Monday, April 12, 2010

Dumb Israeli smokers, Smart Israeli rats, and more Science News

[This week’s Haveil Havalim is here]

I'm having a very busy few days as the kollel resumes programming and as my counterparts at various shuls and organizations return to normal business.

I'm also into "Do it Yourself" season - I've recently dismantled and cleaned my car brakes, re-hinged a door, washed my entire stock of white shirts by hand (long story), re-potted a few plants and replaced all of the buttons on my davening jacket.

Bottom line: I'm short of time to write. Nonetheless, here’s a round-up of some recent scientific stories I have found interesting:

Smoking Is Dumb: Young Men Who Smoke Have Lower IQs, Study Finds
A study led by Prof. Mark Weiser of Tel Aviv University's Department of Psychiatry and the Sheba Medical Center at Tel Hashomer Hospital has determined that young men who smoke are likely to have lower IQs than their non-smoking peers. Tracking 18- to 21-year-old men enlisted in the Israeli army in the largest ever study of its kind, he has been able to demonstrate an important connection between the number of cigarettes young males smoke and their IQ.
The average IQ for a non-smoker was about 101, while the smokers' average was more than seven IQ points lower at about 94, the study determined. The IQs of young men who smoked more than a pack a day were lower still, at about 90. An IQ score in a healthy population of such young men, with no mental disorders, falls within the range of 84 to 116.

New, Inexpensive Way to Predict Alzheimer's Disease
Your brain's capacity for information is a reliable predictor of Alzheimer's disease and can be cheaply and easily tested, according to scientists.
"We have developed a low-cost behavioral assessment that can clue someone in to Alzheimer's disease at its earliest stage," said Michael Wenger, associate professor of psychology, Penn State. "By examining (information) processing capacity, we can detect changes in the progression of mild cognitive impairment (MCI).

Simple Test Can Detect Signs of Suicidal Thoughts in People Taking Antidepressants
While antidepressant medications have proven to be beneficial in helping people overcome major depression, it has long been known that a small subset of individuals taking these drugs can actually experience a worsening of mood, and even thoughts of suicide. No clinical test currently exists to make this determination, and only time -- usually weeks -- can tell before a psychiatrist knows whether a patient is getting better or worse.
Now, UCLA researchers have developed a non-invasive biomarker, or indicator, that may serve as a type of early warning system.
Reporting in the April edition of the peer-reviewed journal Acta Psychiatrica Scandinavica, Aimee Hunter, an assistant research psychologist in the UCLA Department of Psychiatry, and colleagues report that by using quantitative electroencephalographic (QEEG), a non-invasive measurement of electrical activity in the brain, they were able to observe a sharp reduction of activity in a specific brain region in individuals who proved susceptible to thoughts of suicide -- within 48 hours of the start of treatment.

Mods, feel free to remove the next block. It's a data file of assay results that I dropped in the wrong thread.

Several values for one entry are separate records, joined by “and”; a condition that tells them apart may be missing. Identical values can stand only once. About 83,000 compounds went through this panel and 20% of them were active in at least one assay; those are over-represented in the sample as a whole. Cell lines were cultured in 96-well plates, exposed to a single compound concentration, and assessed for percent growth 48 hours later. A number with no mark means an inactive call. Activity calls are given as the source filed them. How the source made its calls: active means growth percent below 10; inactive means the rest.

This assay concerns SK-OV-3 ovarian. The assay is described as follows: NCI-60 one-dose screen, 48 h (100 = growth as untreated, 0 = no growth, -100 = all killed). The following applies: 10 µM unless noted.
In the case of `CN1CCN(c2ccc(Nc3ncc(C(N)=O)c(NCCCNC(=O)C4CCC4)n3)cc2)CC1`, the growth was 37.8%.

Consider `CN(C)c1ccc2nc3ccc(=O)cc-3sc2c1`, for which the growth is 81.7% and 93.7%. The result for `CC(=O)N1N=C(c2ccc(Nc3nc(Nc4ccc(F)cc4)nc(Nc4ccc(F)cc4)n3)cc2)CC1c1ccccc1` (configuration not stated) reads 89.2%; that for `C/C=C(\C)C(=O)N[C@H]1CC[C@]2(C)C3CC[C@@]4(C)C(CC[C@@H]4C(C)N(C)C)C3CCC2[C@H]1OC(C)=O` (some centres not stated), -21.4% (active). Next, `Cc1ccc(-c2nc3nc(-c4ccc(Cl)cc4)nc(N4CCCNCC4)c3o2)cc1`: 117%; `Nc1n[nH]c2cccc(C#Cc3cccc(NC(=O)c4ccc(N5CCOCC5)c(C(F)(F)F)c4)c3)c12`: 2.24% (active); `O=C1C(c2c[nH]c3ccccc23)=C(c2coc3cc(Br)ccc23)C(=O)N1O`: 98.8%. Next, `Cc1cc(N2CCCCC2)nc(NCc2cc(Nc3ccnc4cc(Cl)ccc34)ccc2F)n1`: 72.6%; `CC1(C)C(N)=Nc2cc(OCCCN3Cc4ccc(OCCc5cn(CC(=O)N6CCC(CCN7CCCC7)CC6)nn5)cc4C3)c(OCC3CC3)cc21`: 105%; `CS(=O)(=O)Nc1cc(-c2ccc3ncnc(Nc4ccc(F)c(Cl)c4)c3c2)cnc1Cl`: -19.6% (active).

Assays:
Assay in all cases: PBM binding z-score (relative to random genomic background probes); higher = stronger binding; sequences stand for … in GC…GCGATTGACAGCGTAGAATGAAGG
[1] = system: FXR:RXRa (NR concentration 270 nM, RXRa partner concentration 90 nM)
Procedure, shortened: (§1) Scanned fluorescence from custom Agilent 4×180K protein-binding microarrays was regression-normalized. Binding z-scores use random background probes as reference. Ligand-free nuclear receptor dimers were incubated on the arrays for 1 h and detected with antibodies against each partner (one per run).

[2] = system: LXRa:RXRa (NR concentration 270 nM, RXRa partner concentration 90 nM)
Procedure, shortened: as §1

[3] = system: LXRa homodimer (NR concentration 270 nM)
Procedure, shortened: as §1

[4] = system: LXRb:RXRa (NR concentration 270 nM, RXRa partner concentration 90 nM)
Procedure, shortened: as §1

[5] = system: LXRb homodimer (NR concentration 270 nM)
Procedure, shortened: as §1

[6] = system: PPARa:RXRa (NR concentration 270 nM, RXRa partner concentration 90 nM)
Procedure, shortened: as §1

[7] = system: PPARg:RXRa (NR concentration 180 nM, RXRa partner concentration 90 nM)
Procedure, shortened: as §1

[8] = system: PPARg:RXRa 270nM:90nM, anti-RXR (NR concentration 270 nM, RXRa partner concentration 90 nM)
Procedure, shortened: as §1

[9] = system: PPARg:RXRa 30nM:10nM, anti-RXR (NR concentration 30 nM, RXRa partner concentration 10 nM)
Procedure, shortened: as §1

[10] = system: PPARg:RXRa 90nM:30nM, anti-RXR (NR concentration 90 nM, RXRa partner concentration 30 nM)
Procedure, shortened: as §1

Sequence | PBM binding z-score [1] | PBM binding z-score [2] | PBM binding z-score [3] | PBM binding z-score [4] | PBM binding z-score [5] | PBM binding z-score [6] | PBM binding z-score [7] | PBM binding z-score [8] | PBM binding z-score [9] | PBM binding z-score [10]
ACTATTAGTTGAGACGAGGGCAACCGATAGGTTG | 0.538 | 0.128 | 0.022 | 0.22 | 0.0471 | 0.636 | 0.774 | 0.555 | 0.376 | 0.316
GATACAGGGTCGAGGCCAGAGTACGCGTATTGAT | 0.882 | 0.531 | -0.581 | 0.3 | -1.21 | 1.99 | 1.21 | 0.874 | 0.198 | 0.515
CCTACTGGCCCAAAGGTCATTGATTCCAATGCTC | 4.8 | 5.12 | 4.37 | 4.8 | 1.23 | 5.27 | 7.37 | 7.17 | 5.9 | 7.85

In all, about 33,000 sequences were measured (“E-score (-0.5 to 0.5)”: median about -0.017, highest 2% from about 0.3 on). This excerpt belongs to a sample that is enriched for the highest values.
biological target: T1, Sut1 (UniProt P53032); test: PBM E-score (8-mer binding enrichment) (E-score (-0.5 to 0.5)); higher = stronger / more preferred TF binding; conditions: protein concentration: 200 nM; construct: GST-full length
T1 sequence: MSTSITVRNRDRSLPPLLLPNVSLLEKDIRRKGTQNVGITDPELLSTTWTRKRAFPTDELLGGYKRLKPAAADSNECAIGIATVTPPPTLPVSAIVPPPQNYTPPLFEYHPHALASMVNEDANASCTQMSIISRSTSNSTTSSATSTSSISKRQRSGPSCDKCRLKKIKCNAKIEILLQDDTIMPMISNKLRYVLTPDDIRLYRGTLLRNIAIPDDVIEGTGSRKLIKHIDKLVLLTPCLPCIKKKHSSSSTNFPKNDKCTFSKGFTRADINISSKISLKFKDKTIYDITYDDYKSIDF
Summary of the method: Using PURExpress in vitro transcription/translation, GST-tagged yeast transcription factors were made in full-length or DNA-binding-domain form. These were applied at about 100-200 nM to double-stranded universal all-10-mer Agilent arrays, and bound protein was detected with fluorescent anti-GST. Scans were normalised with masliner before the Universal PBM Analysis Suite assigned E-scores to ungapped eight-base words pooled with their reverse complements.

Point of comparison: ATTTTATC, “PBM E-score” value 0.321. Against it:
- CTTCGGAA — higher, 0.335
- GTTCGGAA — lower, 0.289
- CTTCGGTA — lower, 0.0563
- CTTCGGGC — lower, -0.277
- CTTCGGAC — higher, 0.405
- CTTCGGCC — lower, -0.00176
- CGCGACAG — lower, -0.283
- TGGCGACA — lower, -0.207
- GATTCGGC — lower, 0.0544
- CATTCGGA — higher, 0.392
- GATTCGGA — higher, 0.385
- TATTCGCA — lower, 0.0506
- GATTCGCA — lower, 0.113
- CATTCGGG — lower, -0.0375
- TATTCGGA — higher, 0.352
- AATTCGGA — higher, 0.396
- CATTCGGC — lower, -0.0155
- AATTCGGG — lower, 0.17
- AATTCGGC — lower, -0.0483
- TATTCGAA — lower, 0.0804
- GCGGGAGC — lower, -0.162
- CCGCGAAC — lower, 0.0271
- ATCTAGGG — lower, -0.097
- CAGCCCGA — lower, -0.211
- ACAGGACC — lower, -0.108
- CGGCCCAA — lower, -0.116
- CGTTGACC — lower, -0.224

Inkjet-like device "prints" cells right over burns
Inspired by a standard office inkjet printer, U.S. researchers have rigged up a device that can spray skin cells directly onto burn victims, quickly protecting and healing their wounds as an alternative to skin grafts.
They have mounted the device, which has so far only been tested on mice, in a frame that can be wheeled over a patient in a hospital bed, they reported Wednesday.
A laser can take a reading of the wound's size and shape so that a layer of healing skin cells can be precisely applied, said the team at Wake Forest University in Winston-Salem, North Carolina.
"We literally print the cells directly onto the wound," said student Kyle Binder, who helped design the device. "We can put specific cells where they need to go."

And one more:
Why Israeli Rodents Are More Cautious Than Jordanian Ones
Is a border line simply a virtual line appearing on the map? If so, why is it that Israeli rodents are more cautious than Jordanian rodents? Why is it that there are more ant lions in Israel than in Jordan? And how come there are more reptile species in Jordan than in Israel? A series of new studies at the University of Haifa's Department of Environmental and Evolutionary Biology and the University of Haifa-Oranim's Faculty of Sciences and Science Education are exploring the answers.

5 comments:

  1. The Israeli rodents are more cautious for a very simple reason. They know that if a cat starts chasing them and they get away, they will then be hauled up in front of a tribunal of cats, dogs, wolves, etc., and judged the aggressors!

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  2. Anonymous,

    That is pretty good. :)

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  3. Science Daily doesn't know how to read, apparently. The article (which I can access at http://www3.interscience.wiley.com/journal/123344521/abstract?CRETRY=1&SRETRY=0, although if you're not on a university network that link might work) uses "QEEG cordance", not QEEG. A term ended in -ic sounded wrong, which prompted me to look it up.

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  4. Hi Michael-
    Good catch; looking at it again, I spotted the 'electricencephalographic' giveaway as well. Thanks.

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